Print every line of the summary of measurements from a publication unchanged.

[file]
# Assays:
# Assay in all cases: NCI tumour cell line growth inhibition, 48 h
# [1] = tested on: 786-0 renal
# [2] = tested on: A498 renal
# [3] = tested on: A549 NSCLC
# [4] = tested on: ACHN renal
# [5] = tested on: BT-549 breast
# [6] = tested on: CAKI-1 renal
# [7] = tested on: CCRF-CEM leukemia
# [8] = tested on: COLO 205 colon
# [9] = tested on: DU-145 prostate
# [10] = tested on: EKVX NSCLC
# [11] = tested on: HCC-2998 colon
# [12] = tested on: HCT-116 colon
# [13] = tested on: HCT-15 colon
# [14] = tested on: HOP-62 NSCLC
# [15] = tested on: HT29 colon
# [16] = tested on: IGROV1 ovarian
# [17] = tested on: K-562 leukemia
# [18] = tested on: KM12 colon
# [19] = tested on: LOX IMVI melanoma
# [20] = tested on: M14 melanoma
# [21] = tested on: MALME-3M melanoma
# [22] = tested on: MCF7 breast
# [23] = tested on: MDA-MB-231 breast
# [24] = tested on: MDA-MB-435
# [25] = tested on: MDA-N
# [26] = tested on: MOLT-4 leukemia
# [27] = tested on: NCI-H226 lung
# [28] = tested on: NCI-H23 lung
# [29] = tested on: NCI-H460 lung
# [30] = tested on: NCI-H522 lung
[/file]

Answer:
# Assays:
# Assay in all cases: NCI tumour cell line growth inhibition, 48 h
# [1] = tested on: 786-0 renal
# [2] = tested on: A498 renal
# [3] = tested on: A549 NSCLC
# [4] = tested on: ACHN renal
# [5] = tested on: BT-549 breast
# [6] = tested on: CAKI-1 renal
# [7] = tested on: CCRF-CEM leukemia
# [8] = tested on: COLO 205 colon
# [9] = tested on: DU-145 prostate
# [10] = tested on: EKVX NSCLC
# [11] = tested on: HCC-2998 colon
# [12] = tested on: HCT-116 colon
# [13] = tested on: HCT-15 colon
# [14] = tested on: HOP-62 NSCLC
# [15] = tested on: HT29 colon
# [16] = tested on: IGROV1 ovarian
# [17] = tested on: K-562 leukemia
# [18] = tested on: KM12 colon
# [19] = tested on: LOX IMVI melanoma
# [20] = tested on: M14 melanoma
# [21] = tested on: MALME-3M melanoma
# [22] = tested on: MCF7 breast
# [23] = tested on: MDA-MB-231 breast
# [24] = tested on: MDA-MB-435
# [25] = tested on: MDA-N
# [26] = tested on: MOLT-4 leukemia
# [27] = tested on: NCI-H226 lung
# [28] = tested on: NCI-H23 lung
# [29] = tested on: NCI-H460 lung
# [30] = tested on: NCI-H522 lung